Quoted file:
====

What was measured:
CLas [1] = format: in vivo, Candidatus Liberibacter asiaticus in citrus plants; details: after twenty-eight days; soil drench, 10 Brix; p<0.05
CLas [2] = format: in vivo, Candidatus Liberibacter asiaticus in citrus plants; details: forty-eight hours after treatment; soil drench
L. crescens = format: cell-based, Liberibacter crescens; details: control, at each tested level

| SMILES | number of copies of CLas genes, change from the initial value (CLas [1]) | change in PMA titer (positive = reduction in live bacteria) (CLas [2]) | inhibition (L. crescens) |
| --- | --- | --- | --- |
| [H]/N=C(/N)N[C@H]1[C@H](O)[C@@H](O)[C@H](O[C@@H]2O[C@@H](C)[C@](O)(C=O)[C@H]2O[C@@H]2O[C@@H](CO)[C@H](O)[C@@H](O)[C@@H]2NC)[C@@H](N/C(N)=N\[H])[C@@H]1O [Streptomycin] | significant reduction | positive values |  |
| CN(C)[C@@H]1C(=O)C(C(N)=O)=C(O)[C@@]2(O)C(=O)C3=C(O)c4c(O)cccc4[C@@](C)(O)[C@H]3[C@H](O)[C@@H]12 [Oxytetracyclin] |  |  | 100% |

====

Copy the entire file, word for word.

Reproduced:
What was measured:
CLas [1] = format: in vivo, Candidatus Liberibacter asiaticus in citrus plants; details: after twenty-eight days; soil drench, 10 Brix; p<0.05
CLas [2] = format: in vivo, Candidatus Liberibacter asiaticus in citrus plants; details: forty-eight hours after treatment; soil drench
L. crescens = format: cell-based, Liberibacter crescens; details: control, at each tested level

| SMILES | number of copies of CLas genes, change from the initial value (CLas [1]) | change in PMA titer (positive = reduction in live bacteria) (CLas [2]) | inhibition (L. crescens) |
| --- | --- | --- | --- |
| [H]/N=C(/N)N[C@H]1[C@H](O)[C@@H](O)[C@H](O[C@@H]2O[C@@H](C)[C@](O)(C=O)[C@H]2O[C@@H]2O[C@@H](CO)[C@H](O)[C@@H](O)[C@@H]2NC)[C@@H](N/C(N)=N\[H])[C@@H]1O [Streptomycin] | significant reduction | positive values |  |
| CN(C)[C@@H]1C(=O)C(C(N)=O)=C(O)[C@@]2(O)C(=O)C3=C(O)c4c(O)cccc4[C@@](C)(O)[C@H]3[C@H](O)[C@@H]12 [Oxytetracyclin] |  |  | 100% |